And while there is some money at stake — each player on the championship team gets $500,000 while players on second-place team earn $200,000, the losing players of the semifinals each get $100,000 and the losing players of the quarterfinals each get $50,000 — wouldn’t it be much more interesting to the fans if there was something else at stake that impacted the regular season? Like an automatic playoff berth? Or homecourt advantage throughout the playoffs?

Finally, there’s the small, but not infinitesimal chance, that someone from a really good team gets hurt in that 83rd game, the championship game.

The NBA already has big problems trying to get its stars to play in a large number of games. Gone are the days when Michael Jordan played all 82 games of the regular season. The league tried to fix that with its new player participation policy that multiple players and teams have already ignored.

Of course, the easiest way to avoid injuries and get more fans to care about the regular season would be to cut down on the number of games. Don’t hold your breath there. The tournament and making stars play is all about revenue, all about setting a record with a new contract that some predict could be worth triple the one that pays the league an average of $2.7 billion annually.

It will be interesting to see if the experiment is worth it. I’m not sure a fancy court and a meaningless tournament is going to get a lot of people to turn into Friday night's Grizzlies-Trail Blazers game.


  • This is the first time the NBA is holding an in-season tournament.
  • The inaugural tournament starts on Friday and continues through Nov. 28 in the group stage. The knockout stage follows with single-elimination games starting with the quarterfinals, which will take place on Dec. 4-5 in the team markets. The semifinals will take place on Dec. 7, with the championship on Dec. 9. The semifinals and championship will be held at T-Mobile Arena in Las Vegas.
  • All 30 teams have been randomly drawn into groups of five within their conference based on records from the 2022-23 season. Teams will play group stage games on "tournament nights," with one game each against teams in their group (two at home and two on the road). The Knicks are in East Group B with the Milwaukee Bucks, Miami Heat, Charlotte Hornets and Washington Wizards. The Nets are in East Group C with the Boston Celtics, Toronto Raptors, Chicago Bulls and Orlando Magic.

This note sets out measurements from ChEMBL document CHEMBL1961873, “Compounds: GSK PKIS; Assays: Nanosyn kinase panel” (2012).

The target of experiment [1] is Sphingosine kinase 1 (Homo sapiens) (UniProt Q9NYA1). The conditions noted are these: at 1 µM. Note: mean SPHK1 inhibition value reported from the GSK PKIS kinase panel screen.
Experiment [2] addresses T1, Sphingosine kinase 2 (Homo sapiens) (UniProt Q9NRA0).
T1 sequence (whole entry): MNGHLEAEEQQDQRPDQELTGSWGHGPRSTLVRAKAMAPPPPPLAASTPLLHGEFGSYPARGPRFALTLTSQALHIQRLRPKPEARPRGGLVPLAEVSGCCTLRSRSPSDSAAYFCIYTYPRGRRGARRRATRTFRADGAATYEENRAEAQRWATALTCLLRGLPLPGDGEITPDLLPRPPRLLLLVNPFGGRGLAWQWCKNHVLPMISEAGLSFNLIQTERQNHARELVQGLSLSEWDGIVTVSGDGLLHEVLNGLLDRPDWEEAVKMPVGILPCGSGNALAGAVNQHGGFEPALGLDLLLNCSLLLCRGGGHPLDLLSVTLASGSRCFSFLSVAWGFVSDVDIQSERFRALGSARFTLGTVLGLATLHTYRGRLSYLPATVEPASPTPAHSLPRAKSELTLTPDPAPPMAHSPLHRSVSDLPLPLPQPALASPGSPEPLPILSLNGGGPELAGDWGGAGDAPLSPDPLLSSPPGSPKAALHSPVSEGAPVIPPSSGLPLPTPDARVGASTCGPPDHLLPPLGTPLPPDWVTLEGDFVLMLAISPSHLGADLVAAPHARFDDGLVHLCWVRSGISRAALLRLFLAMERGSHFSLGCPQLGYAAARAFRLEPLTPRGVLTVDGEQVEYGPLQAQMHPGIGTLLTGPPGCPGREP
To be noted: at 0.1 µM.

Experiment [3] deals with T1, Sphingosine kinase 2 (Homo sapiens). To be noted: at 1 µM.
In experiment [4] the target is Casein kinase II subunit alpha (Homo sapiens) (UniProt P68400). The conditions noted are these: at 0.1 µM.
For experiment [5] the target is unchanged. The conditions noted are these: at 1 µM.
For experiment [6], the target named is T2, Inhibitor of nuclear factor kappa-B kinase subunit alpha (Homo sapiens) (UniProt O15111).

• The top six teams in each group (based on record) and two wild cards (one team from each conference with the best record from the group stage that finished second in their group) will advance to the knockout stage.
  • All games in the in-season tournament count toward the regular-season standings, except the championship game. All teams will continue to play 82 regular-season games. The 22 teams that do not qualify for the knockout stage will play two regular-season games. The four losers in the quarterfinal games will play against an opponent in the same conference on Dec. 8.
  • There is a prize pool for the players on teams that advance to the knockout stage. Players on the title winning team will each get $500,000, while players on the runner-up team will each get $200,000. The losing players on the semifinal teams will each get $100,000 and the losing players on  the quarterfinal teams will each get $50,000. An MVP will be chosen and all-tournament teams selected at the conclusion of the tournament.